We weren’t old then, sure look at us now.

When does old begin?

When does the whisper of death, that was once a haze in the distance, become a scream a few inches from your face?

This isn’t as morbid as it sounds (I promise), it’s actually quite positive, if you stick with me.

There are a few colossal themes that dictate our obsessions and anxieties; death, money; time. Quite basically- it all comes down to numbers; the number of days left, the location of the zero-before or after- the other numbers in an account, number of minutes in a day, number of days in a life. We’ve become so accustomed to counting that we’re actually rather good at it. But where the struggle seeps in is the actually making days count. Time flies and it rolls onto the next but it never just happens. We post throwbacks longer than we spent living and enjoying the moment we were in. We tirelessly fantasize the future, without ever sculpting it from the present. We’re not so good at the here and now. There always needs to be a larger thought process in which we are in the middle of.

What is the actual point of photos? And, who are they for? I, personally, hoard photos and every single time that little “your storage is full” bullshit message pops up I can’t bear to part with the photos that are looked at, less than three times in any given month. The moment loses value, the moment reliving takes priority over living. You can’t relive life and if you do it properly, you shouldn’t need to.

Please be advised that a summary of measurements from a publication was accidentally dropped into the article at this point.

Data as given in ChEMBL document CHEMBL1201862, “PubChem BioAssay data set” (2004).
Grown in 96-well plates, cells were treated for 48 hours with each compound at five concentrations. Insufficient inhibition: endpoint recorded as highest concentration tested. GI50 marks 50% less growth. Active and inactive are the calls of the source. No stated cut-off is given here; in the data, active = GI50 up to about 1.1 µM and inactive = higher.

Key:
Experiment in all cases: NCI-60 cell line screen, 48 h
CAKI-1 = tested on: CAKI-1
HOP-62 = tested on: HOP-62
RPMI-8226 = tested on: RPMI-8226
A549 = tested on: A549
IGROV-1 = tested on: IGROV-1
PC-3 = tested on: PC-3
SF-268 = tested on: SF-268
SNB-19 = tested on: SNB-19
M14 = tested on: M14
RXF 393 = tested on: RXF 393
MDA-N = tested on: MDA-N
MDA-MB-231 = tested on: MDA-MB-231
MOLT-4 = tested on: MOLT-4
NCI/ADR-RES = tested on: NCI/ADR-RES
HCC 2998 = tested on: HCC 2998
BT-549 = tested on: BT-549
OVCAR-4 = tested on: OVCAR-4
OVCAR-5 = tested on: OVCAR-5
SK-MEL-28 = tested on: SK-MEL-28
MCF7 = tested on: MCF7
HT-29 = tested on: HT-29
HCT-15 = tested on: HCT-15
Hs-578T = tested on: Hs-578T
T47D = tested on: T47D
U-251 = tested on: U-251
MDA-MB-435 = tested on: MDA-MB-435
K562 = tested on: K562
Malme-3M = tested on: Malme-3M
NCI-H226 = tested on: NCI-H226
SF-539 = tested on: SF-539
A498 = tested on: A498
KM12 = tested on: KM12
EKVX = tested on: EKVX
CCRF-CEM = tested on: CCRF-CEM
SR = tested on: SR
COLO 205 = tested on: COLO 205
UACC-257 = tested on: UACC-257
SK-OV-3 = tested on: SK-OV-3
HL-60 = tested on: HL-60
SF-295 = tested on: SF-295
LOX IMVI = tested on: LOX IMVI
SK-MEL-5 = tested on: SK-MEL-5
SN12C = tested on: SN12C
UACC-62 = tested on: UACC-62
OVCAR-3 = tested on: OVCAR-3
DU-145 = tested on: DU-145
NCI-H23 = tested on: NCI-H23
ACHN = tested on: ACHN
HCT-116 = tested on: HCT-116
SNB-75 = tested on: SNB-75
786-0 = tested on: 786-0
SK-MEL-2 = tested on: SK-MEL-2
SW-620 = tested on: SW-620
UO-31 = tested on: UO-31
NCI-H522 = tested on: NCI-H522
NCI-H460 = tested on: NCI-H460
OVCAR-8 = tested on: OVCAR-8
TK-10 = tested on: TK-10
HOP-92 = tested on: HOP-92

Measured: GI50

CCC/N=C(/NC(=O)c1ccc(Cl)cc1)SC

My nanny inspired this thought earlier when we were sharing stories and laughs. Talking about the ‘old days’ and she said “we weren’t old then, sure look at us now”. And it hit home for me because you never know when your time of putting dents in the dance-floor, becomes your time of watching from the sidelines. They didn’t have phones- and they didn’t need them… They were living. And the reliving is only possible because the living was.

The message of this is not anti-phone (as we are the scrolling thumb generation) but pro-live and predominately, pro-living-well. Don’t spend your time, as doing so presumes the immediate relinquishing of it. But soak up your time. Soak in every second andbe all there. Soak up your life in a way that your stories are a legacy of the adventure you lived. Soak up your time, doing what makes your soul dance and your heart laugh so that exaggeration has no place in your reliving. The predictability of time doesn’t have to be so: it doesn’t have to be nine to five. It doesn’t have to be degree by twenty one. It doesn’t have to be waking up at forty after blinking your life by. You can be on your deathbed regretting or you can be sitting laughing with your grandchildren, sharing the stories of the magic of your time. Time is yours. All yours to soak up. It can be what it is or it can be what you want it to be.

 

 

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